by Dawn Kimberly Johnson
Paperback & eBook, Dreamspinner Press, September 13, 2010
The basics first: what’s your new book about, and how can readers get their hands on it?
Home is the sequel to my first novel, Broken, and it’s about what happens after Eli and Alec get together, after they take that step or leap to give it a try. They had a lot to get through in the first book, but there’s always more trouble ahead, plenty of doubt, fear, and secrets to go around. Luckily, there’s also plenty of love. You can find both books at Dreamspinner Press [link to author page] primarily, but [my books are] also available at Amazon, All Romance eBooks, and Rainbow eBooks.
Where did the inspiration for your story come from?
Home really came out of not wanting to let these characters go, once Broken was finished. I began toying with the idea for Home right after Broken was published. I would find myself wondering what they were up to, as if I could somehow drop by their house and hang out with them. It was strange. I really missed them. Also, I had several readers tell me that one complaint they had with Broken was that it wasn’t longer, and I wanted to try to improve on the first novel. Taking those things into account and me realizing that, with Eli’s history, it was unlikely that it would be smooth sailing after he hooked up with Alec, I wrote Home.
How did you get started writing fiction?
I have no idea. I studied journalism in college and worked as a copy editor for a daily newspaper for eight years. I wrote columns about things like meeting kd lang, buying my first car, and watching Ellen’s coming-out episode with other lesbian friends. I remember having a ridiculously active imagination. I used to make up stories for my best friend about a band we both liked in high school—sort of verbal fanfic, if you will. She seemed to really enjoy them, but I never wrote anything down. But after becoming an avid reader of m/m fiction, Eli and his story came to me.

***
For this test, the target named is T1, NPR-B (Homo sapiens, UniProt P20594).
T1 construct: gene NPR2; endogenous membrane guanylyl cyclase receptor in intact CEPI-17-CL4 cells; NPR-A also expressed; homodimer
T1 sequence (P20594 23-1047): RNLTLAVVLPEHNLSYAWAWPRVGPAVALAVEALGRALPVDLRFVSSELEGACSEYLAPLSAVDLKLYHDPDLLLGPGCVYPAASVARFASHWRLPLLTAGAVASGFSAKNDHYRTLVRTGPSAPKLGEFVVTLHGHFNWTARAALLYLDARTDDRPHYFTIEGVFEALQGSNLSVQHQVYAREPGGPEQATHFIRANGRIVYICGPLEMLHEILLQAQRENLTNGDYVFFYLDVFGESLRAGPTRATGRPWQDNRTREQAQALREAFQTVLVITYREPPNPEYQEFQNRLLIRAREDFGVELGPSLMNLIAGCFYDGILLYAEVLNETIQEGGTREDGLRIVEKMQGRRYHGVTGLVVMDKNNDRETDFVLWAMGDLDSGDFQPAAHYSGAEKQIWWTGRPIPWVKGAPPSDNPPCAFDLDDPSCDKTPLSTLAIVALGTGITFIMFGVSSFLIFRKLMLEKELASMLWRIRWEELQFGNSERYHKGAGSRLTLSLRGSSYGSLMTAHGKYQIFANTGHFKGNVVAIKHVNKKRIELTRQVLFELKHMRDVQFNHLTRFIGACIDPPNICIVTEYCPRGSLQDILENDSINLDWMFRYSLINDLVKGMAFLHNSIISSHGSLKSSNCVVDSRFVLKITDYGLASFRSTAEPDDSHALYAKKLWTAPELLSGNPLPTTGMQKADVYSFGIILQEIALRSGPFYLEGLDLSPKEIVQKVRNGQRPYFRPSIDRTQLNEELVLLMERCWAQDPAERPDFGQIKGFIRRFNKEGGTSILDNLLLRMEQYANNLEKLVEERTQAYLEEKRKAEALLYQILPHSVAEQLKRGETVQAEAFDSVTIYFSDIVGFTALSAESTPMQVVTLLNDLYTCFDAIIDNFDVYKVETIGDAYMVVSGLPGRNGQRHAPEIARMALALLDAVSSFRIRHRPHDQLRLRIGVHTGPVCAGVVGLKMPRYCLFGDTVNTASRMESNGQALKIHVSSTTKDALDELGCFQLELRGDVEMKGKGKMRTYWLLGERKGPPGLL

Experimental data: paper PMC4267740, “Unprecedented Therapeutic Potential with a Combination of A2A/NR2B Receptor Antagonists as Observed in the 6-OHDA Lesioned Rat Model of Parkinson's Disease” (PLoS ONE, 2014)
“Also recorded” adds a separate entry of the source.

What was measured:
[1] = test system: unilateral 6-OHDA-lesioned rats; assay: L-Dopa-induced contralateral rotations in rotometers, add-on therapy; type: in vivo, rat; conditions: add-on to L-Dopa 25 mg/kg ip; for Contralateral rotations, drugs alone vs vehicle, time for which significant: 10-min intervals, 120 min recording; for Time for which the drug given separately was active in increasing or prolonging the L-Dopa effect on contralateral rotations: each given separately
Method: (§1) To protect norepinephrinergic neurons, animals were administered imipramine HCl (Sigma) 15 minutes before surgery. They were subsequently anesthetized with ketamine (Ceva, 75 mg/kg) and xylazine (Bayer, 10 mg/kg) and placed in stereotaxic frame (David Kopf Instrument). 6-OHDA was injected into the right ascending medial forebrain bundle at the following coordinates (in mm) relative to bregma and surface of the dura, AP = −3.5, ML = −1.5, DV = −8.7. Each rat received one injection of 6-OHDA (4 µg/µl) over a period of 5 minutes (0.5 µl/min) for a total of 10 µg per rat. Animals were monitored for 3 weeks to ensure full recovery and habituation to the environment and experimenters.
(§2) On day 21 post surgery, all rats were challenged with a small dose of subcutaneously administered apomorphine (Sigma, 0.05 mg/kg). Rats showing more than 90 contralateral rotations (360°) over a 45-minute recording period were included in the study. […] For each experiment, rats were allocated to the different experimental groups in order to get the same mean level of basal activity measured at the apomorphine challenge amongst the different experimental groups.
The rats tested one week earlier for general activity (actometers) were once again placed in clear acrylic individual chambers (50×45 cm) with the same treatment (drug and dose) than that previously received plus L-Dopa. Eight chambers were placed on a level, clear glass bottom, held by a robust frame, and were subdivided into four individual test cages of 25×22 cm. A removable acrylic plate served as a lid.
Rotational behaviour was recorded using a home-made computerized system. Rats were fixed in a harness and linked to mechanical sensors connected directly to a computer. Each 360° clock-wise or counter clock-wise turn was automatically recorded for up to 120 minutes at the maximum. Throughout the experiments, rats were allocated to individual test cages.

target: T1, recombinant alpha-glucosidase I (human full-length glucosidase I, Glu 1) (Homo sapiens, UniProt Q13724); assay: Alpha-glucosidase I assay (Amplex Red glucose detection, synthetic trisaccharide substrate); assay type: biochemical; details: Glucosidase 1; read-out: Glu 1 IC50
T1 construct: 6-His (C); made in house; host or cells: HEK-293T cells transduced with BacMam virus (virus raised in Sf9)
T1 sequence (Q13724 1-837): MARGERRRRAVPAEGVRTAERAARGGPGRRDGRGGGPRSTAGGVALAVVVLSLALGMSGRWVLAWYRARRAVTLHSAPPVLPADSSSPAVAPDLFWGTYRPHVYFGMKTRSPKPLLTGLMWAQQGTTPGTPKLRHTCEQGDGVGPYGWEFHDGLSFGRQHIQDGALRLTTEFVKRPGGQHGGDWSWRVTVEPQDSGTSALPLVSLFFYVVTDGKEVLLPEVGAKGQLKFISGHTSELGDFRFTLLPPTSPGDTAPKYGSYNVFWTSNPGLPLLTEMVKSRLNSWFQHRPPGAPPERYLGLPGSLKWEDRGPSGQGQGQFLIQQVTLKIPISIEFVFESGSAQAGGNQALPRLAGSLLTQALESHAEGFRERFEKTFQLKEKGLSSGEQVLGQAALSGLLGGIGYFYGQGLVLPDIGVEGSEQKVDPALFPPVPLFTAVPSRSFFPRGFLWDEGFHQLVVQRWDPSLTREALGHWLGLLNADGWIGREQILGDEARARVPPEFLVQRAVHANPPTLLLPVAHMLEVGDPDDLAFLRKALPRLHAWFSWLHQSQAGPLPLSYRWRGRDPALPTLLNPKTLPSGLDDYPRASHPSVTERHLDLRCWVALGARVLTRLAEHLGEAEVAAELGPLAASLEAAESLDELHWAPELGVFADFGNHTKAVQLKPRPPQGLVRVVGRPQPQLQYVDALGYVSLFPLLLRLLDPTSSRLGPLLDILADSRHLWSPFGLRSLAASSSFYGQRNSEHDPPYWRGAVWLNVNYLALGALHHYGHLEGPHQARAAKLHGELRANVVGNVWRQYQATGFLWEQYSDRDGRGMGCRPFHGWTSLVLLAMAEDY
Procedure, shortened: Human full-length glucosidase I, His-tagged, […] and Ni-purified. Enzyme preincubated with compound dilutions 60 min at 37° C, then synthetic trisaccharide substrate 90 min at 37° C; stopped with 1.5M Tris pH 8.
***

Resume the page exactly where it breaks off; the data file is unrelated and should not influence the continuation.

How much time do you spend writing—by the day, week, month, however you define it?
Not nearly enough. Because of poor health, I’m living with my parents and younger brother, so there’s always something going on around me. I couldn’t begin to give you an estimate because I write when the mood strikes. I’ve never set deadlines for myself, and if I’m not “feeling” a story, I won’t work on it until I do “feel” it. The bulk of my time is spent on the Internet (it’s how I connect with the outside world) and freelance editing other people’s work.
Do you write just one story at time, or do you usually have several works in progress?
I used to think I could only write one at a time, but I now have two m/m romance pieces in the works and a sci-fi thriller that needs to be rewritten. That’s the one my mom wants me to get published so she can “properly” brag about me.
Other than simply finding the time, what’s the most challenging part of the writing process for you?
Research. Most of the time it’s fun and helps the world in the story come alive for me, but when I’ve missed something, it’s like a kick in the gut, and no matter how much praise I may get for my work, it’s the mistakes that linger in the back of my mind. But that’s a problem within me.
What are your long-term goals as a writer?
The dream would be to make a living with my writing, but the satisfaction of writing comes in hearing from readers who have enjoyed my work. I’ve had that recently, and it’s the most wonderful experience. It’s almost surreal when someone tells me how affected they were by my characters, how touched they were by the story. That’s priceless.